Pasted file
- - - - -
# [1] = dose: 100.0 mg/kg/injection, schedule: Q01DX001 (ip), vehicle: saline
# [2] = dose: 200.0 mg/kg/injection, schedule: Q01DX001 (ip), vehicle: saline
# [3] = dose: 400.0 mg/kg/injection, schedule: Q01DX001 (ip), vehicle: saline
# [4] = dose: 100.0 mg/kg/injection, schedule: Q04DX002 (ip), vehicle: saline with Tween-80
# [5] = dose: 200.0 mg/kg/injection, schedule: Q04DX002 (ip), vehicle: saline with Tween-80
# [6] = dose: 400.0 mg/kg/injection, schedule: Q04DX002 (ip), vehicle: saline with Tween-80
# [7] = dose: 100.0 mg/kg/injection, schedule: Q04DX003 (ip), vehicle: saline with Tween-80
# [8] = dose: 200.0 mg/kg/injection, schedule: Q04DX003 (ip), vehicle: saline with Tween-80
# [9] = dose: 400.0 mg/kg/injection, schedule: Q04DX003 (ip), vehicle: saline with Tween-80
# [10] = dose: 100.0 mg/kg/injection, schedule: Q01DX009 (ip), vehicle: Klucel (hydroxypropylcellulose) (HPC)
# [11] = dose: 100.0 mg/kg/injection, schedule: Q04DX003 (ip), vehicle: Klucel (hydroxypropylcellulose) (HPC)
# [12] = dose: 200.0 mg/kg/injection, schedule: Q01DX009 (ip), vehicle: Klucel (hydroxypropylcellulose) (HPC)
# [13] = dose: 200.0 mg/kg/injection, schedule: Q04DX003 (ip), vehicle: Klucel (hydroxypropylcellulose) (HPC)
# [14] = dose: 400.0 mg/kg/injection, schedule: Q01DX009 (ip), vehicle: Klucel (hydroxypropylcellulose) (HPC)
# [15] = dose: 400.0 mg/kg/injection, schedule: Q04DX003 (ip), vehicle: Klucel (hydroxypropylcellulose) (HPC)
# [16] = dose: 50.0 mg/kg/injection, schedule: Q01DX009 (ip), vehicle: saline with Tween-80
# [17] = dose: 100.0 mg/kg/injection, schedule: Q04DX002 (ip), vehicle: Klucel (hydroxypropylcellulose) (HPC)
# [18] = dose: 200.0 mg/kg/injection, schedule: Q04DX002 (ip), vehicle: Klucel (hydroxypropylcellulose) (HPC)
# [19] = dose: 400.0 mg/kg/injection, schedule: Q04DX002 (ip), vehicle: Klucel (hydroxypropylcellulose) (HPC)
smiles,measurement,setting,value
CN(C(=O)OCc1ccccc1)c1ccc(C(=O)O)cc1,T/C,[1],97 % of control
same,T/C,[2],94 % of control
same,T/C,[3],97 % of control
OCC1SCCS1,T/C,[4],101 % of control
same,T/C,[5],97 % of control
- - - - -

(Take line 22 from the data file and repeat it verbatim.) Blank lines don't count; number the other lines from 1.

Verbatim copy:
same,T/C,[2],94 % of control